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Descripción de editorial
When Texas was annexed by the United States in 1845 Mexico’s foreign minister in Washington, D.C. angrily left the country and returned to Mexico. Mexico had warned the United States that if Texas became a U.S. state it would be cause for war. By April of the next year a shooting skirmish had broken out along the contested border between Mexico and the state of Texas. General Zachary Taylor, who was in charge of the U.S. forces along the border alerted President James K. Polk with the message “Hostilities may now be considered as commenced.” President Polk wasted no time, alerting Congress in protest that the Mexican soldiers had “…shed American blood upon American soil.” With this news, Congress quickly brought the United States to a war footing. Both nations were ill prepared for war. Mexico with a much larger army seemingly had the advantage, however, the Americans were better trained, had state-of-the-art artillery, and possessed a navy that could move troops quickly as well as shell a coastal city into submission.
For nearly two years the Americans pushed deeper into Mexico, winning every major battle. Mexico finally admitted defeat when General Winfield Scott marched his men across Mexico to capture Mexico City. General Scott, or “old fuss and feathers” as he was known, was a master tactician and with a much smaller army was able to defeat the Mexican soldiers led by General Santa Anna. It was not until February 1848 when the treaty of Guadalupe Hidalgo was signed that the war came to an official end. The Americans gained much from the treaty, including the modern-day states of California, New Mexico, Arizona, Nevada, Utah, and parts of Colorado and Wyoming. For this vast territory the U.S. compensated Mexico with a little over $18 million.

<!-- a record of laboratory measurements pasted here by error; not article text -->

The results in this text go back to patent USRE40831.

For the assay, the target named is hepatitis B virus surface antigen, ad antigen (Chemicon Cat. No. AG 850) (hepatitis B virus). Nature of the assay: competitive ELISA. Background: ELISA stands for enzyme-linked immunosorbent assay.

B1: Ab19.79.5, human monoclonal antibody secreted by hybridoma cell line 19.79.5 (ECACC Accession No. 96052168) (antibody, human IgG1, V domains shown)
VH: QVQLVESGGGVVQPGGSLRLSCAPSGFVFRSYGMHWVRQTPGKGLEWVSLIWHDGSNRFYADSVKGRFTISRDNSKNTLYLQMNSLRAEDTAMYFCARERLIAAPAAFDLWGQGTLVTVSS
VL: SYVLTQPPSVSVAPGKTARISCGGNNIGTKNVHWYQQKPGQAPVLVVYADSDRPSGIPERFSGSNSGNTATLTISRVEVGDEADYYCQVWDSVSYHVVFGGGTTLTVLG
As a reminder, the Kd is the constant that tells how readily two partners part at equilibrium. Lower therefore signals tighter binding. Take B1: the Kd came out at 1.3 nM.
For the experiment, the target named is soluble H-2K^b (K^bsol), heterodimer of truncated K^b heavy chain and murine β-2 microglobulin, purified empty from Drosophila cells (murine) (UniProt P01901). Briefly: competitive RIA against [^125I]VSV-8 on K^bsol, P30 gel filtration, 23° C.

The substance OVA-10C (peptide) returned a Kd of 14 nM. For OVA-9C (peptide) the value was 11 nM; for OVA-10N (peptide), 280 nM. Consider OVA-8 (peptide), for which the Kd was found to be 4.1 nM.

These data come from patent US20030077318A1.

Though this war is seldom mentioned today, the Mexican-American War had a profound and lasting impact on both nations. The book “The Mexican-American War: A Short History” gives a concise look at the factors leading up to the war, the details of the battles, and reveals the impact the war had on both countries. To illustrate the story there are over a dozen pictures of the people, places, and events that were part of the war. In addition, a list of reference books for further reading is included. A timeline of the war puts the events in sequence and there is a section that contains short biographical sketches of the key individuals in the book.
30-Minute Book Series
This is the 41st book in the 30-Minute Book Series. Books in this series are fast-paced, accurate, and cover the story in as much detail as a short book possibly can. Most people complete each book in less than an hour, which makes the books in the series a perfect companion for your lunch hour or a little down time.
About the Author
Doug West is a retired engineer and an experienced non-fiction writer with several books to his credit. His writing interests are general, with special expertise in history, science, and biographies. Doug has a Ph.D. in General Engineering from Oklahoma State University.